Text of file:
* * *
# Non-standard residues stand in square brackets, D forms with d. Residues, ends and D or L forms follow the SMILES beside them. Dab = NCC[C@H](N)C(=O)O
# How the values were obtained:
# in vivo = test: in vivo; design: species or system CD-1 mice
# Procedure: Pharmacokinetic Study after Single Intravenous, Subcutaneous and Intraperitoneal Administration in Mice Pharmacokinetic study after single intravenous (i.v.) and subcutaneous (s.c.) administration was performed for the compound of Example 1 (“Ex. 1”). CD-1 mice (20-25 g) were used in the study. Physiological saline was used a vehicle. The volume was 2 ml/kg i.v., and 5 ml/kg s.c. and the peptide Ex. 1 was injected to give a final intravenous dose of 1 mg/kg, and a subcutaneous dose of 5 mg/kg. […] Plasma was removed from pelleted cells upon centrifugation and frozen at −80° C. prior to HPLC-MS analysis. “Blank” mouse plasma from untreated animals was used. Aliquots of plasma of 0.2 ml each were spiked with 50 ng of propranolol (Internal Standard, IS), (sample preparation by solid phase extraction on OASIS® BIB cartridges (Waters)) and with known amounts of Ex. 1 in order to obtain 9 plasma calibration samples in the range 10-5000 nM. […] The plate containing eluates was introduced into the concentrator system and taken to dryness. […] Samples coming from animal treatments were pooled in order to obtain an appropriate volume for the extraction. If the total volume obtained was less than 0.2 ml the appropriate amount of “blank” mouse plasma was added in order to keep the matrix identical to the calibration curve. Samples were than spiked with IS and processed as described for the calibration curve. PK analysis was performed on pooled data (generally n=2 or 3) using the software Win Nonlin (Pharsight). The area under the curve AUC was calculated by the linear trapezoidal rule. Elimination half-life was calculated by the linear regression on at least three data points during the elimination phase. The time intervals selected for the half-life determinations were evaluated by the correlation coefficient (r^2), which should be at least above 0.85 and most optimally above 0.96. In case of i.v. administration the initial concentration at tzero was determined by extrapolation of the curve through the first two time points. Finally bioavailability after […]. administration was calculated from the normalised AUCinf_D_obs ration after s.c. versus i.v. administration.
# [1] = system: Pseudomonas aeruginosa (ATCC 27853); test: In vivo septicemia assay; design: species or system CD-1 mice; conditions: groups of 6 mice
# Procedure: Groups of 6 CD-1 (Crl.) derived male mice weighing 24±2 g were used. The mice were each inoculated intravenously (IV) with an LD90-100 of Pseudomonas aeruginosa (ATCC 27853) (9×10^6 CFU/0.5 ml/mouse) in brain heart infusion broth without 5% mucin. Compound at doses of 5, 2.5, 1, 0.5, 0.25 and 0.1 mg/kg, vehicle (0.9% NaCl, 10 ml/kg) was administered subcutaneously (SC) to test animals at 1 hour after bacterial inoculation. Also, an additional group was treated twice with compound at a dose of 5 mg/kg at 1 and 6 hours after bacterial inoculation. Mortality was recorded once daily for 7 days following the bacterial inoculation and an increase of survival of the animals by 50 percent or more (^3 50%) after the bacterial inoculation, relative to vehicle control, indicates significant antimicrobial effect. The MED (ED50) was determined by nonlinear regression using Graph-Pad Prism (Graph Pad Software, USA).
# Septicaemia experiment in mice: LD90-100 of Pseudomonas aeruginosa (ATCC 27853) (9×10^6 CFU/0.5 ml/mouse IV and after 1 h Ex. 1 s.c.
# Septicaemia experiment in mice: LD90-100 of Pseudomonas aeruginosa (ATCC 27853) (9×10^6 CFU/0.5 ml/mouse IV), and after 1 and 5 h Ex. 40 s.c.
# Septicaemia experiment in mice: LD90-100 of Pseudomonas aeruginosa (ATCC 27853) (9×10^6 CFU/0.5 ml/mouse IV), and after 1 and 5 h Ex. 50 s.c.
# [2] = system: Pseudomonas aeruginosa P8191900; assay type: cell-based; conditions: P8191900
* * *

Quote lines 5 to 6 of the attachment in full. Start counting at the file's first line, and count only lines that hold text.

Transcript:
# [1] = system: Pseudomonas aeruginosa (ATCC 27853); test: In vivo septicemia assay; design: species or system CD-1 mice; conditions: groups of 6 mice
# Procedure: Groups of 6 CD-1 (Crl.) derived male mice weighing 24±2 g were used. The mice were each inoculated intravenously (IV) with an LD90-100 of Pseudomonas aeruginosa (ATCC 27853) (9×10^6 CFU/0.5 ml/mouse) in brain heart infusion broth without 5% mucin. Compound at doses of 5, 2.5, 1, 0.5, 0.25 and 0.1 mg/kg, vehicle (0.9% NaCl, 10 ml/kg) was administered subcutaneously (SC) to test animals at 1 hour after bacterial inoculation. Also, an additional group was treated twice with compound at a dose of 5 mg/kg at 1 and 6 hours after bacterial inoculation. Mortality was recorded once daily for 7 days following the bacterial inoculation and an increase of survival of the animals by 50 percent or more (^3 50%) after the bacterial inoculation, relative to vehicle control, indicates significant antimicrobial effect. The MED (ED50) was determined by nonlinear regression using Graph-Pad Prism (Graph Pad Software, USA).